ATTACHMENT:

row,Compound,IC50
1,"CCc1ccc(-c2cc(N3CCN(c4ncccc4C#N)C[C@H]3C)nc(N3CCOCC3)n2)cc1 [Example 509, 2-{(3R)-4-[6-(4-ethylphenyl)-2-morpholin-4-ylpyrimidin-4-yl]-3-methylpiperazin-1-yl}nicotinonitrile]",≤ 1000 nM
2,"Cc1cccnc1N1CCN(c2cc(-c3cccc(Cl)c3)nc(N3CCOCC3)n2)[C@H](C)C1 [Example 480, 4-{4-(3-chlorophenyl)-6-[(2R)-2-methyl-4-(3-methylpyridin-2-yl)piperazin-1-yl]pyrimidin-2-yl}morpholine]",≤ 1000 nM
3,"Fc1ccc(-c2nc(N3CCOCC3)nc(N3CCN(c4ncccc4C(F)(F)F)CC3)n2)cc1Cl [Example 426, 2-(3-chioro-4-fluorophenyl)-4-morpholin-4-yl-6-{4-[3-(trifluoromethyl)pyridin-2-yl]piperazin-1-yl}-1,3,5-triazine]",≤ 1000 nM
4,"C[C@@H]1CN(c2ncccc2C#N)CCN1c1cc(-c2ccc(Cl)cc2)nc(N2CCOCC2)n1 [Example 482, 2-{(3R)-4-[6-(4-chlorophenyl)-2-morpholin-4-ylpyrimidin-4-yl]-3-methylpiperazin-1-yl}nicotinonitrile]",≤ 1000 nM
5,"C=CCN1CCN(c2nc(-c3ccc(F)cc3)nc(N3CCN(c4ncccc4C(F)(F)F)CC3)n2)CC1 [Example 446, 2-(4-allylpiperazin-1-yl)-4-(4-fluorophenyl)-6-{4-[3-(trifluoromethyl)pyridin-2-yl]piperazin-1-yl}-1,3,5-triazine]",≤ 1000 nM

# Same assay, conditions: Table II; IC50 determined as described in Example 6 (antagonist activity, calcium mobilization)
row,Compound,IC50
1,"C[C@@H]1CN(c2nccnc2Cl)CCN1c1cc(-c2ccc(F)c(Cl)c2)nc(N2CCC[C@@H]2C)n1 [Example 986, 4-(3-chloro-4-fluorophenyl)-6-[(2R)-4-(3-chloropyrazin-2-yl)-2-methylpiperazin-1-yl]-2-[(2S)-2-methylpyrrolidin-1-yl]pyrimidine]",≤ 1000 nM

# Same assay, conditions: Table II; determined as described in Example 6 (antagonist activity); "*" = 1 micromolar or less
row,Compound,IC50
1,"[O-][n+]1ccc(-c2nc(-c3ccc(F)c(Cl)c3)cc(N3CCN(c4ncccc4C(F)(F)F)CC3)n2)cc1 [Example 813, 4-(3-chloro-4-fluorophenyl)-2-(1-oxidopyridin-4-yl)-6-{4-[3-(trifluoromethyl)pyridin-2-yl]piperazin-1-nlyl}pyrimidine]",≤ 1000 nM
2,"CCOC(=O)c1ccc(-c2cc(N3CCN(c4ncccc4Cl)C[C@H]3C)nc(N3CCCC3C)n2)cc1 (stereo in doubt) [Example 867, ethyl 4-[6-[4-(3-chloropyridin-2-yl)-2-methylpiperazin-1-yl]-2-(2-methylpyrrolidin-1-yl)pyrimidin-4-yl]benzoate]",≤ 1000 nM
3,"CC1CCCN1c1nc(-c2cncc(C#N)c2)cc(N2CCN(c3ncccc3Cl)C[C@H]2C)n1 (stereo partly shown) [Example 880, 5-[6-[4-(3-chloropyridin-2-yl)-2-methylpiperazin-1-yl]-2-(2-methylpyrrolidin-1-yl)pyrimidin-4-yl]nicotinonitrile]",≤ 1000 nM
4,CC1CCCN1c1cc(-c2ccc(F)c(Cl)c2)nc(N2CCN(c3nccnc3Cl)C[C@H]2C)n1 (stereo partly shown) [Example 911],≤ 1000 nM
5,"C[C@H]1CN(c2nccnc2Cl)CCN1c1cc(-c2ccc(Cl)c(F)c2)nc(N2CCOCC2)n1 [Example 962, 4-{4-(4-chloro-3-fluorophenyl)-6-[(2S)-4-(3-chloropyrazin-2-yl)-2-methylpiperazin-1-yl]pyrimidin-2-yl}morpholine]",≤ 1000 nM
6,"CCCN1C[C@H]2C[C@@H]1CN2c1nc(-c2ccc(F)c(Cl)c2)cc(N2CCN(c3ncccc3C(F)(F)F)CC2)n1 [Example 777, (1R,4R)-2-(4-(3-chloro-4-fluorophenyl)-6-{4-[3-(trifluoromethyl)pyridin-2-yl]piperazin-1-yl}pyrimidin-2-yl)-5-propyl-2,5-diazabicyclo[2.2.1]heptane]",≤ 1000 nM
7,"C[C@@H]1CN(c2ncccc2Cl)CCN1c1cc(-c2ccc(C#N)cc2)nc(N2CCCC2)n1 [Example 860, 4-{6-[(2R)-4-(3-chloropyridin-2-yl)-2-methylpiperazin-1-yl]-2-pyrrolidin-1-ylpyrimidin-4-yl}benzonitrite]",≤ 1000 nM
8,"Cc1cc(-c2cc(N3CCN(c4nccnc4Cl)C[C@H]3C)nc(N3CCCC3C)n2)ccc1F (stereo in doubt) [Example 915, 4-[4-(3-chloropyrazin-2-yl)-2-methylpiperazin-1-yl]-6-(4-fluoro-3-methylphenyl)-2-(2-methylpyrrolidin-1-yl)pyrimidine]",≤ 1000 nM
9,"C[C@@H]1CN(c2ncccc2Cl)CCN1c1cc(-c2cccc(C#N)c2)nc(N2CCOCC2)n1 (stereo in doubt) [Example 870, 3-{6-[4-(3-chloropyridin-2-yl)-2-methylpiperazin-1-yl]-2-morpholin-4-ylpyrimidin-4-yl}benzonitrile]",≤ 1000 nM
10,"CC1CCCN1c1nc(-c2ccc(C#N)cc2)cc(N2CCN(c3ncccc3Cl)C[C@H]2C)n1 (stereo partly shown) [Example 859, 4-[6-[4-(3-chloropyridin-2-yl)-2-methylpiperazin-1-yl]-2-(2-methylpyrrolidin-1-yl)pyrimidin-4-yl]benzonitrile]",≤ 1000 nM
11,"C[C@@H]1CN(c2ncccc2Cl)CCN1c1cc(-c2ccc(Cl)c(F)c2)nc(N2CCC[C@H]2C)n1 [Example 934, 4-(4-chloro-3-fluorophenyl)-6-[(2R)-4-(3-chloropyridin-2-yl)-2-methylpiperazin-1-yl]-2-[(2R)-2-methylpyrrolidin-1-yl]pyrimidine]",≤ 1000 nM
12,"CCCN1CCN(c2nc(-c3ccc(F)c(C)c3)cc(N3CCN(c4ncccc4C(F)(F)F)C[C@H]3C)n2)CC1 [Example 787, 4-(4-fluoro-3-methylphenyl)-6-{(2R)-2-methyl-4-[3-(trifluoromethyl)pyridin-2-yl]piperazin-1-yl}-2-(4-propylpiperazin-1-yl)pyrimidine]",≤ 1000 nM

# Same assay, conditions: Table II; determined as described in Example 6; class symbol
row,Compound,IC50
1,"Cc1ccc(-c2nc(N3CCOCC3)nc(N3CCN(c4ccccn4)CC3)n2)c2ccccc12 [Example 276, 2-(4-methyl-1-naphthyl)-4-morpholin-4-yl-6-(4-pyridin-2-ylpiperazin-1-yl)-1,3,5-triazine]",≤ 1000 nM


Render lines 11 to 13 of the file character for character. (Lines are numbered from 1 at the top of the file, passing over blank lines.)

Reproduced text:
row,Compound,IC50
1,"[O-][n+]1ccc(-c2nc(-c3ccc(F)c(Cl)c3)cc(N3CCN(c4ncccc4C(F)(F)F)CC3)n2)cc1 [Example 813, 4-(3-chloro-4-fluorophenyl)-2-(1-oxidopyridin-4-yl)-6-{4-[3-(trifluoromethyl)pyridin-2-yl]piperazin-1-nlyl}pyrimidine]",≤ 1000 nM
2,"CCOC(=O)c1ccc(-c2cc(N3CCN(c4ncccc4Cl)C[C@H]3C)nc(N3CCCC3C)n2)cc1 (stereo in doubt) [Example 867, ethyl 4-[6-[4-(3-chloropyridin-2-yl)-2-methylpiperazin-1-yl]-2-(2-methylpyrrolidin-1-yl)pyrimidin-4-yl]benzoate]",≤ 1000 nM